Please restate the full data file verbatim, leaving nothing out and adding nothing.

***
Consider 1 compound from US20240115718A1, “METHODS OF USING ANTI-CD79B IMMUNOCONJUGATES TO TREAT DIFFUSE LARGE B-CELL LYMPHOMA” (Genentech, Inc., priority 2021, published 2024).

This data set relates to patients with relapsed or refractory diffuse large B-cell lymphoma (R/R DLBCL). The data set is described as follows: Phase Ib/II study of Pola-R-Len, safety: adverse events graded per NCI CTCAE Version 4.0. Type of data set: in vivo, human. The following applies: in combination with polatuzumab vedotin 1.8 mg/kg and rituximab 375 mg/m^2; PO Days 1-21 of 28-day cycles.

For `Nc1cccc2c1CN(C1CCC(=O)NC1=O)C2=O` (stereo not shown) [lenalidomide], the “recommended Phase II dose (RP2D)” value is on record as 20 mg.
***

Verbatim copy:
Consider 1 compound from US20240115718A1, “METHODS OF USING ANTI-CD79B IMMUNOCONJUGATES TO TREAT DIFFUSE LARGE B-CELL LYMPHOMA” (Genentech, Inc., priority 2021, published 2024).

This data set relates to patients with relapsed or refractory diffuse large B-cell lymphoma (R/R DLBCL). The data set is described as follows: Phase Ib/II study of Pola-R-Len, safety: adverse events graded per NCI CTCAE Version 4.0. Type of data set: in vivo, human. The following applies: in combination with polatuzumab vedotin 1.8 mg/kg and rituximab 375 mg/m^2; PO Days 1-21 of 28-day cycles.

For `Nc1cccc2c1CN(C1CCC(=O)NC1=O)C2=O` (stereo not shown) [lenalidomide], the “recommended Phase II dose (RP2D)” value is on record as 20 mg.